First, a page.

Rick
 
R

rcbridge

SatelliteGuys Pro
Sep 22, 2003
583
0
Limerick Pa
If total ala carte was offered I am very sure the cost per channel would be prohibitive.
But I would like to have it as an option!!
 
Cyclone

Cyclone

Proud Stiff Member
Supporting Founder
Sep 9, 2003
2,586
16
Maryland
You seem to have the misunderstanding that the Cable or Satellite company can actually offer this. Media companies such as Viacom and Disney negotiate their channels into packages.

ie) if you want ESPN, you had better carry ESPNEWs and ESPN Classic also or else Disney won't let you have ESPN.

Because of this, Disney gets $3 per subscriber per month (estimate) for ESPN. Multiply that by the 60m Comcast, 25m dbs, and other customers and you'll see what Disney doesn't want that to change.

Ala carte channel lineups will never happen.
 
J

jsanders

SatelliteGuys Pro
Dec 4, 2003
411
0
Cyclone said:
You seem to have the misunderstanding that the Cable or Satellite company can actually offer this. Media companies such as Viacom and Disney negotiate their channels into packages.

ie) if you want ESPN, you had better carry ESPNEWs and ESPN Classic also or else Disney won't let you have ESPN.

Ala carte channel lineups will never happen.

Okay Cyclone, I don't want ESPN, ESPNEWs, or ESPN Classic. I suspect that sport's fans won't mind having all of those, and non sports fans won't want them. So, what is the problem? Maybe not have it ala carte via a single channel, but ala carte via themes. Do you want the cartoon channels? Add them. Leaning channels (HGTV, TLC, History, etc..). Group them according to media provider. There isn't that much problem here....
 
M

M Law

SatelliteGuys Family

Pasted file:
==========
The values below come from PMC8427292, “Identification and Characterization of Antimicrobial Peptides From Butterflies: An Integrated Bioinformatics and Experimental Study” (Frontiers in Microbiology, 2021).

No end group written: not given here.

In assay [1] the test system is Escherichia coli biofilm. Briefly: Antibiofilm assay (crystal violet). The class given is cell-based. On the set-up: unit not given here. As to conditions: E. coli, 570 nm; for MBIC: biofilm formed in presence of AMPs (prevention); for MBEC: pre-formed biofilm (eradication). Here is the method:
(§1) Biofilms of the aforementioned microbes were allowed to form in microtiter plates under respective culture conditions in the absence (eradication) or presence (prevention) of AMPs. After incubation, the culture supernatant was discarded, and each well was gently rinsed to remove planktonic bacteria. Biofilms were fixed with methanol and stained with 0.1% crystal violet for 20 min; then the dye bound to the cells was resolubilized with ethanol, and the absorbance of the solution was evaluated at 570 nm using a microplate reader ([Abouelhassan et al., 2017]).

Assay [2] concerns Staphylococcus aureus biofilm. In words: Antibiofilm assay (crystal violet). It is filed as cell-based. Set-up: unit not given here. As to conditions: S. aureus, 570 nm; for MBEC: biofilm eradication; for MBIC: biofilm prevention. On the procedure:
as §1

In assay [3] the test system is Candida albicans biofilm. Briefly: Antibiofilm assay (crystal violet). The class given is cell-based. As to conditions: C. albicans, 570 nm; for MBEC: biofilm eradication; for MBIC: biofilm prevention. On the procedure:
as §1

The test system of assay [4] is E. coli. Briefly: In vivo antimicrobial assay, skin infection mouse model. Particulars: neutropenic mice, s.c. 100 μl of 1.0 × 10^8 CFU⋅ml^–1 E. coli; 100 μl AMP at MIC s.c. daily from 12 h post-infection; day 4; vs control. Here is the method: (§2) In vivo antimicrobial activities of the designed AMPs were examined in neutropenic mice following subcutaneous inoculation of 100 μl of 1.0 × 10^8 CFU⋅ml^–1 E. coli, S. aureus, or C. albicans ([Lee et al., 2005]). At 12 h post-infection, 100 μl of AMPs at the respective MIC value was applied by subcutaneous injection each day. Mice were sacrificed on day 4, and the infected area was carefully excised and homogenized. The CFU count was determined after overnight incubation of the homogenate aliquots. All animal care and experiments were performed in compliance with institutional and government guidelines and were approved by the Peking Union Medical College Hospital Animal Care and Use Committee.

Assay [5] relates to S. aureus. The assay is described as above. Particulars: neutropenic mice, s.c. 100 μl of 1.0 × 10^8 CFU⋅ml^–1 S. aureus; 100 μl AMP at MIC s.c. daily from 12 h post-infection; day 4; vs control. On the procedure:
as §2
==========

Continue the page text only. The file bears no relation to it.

Supporting Founder
Sep 30, 2003
105
0
You bet I would!

It's about time that we should all push for selecting individual channels rather than having to pick from bulk packages.

One reason is that it would cause a shake out in channels, with many falling to the wayside. This is not a bad thing. Our programming options are so extensive that we have diluted the quality of that programming. The money to make those programs is a limited pool, and only goes so far. If it is spread thin, the quality drops. Cut the number of junk channels down, and the quality goes up on the remaining programming.

One argument that is often made in favor of bulk packages is cost. The reasoning goes that if you cut the number of channels down, the cost per channel goes up. This is not necessarily so. What you will get is a variation in the cost of channels. Popular channels will go at a higher premium than those that don't garner the numbers. Again, not necessarily a bad thing. Very possibly it would average out. I wouldn't mind the networks being offered this way as national HD feeds. I personally would pay a premium for that. Additionally, the propping up of weak channels does not work in our favor, and by being bundled with more popular channels, providers are able to keep up the cost of their bundles when in all likelihood the same channels taken individually would cost the same or less.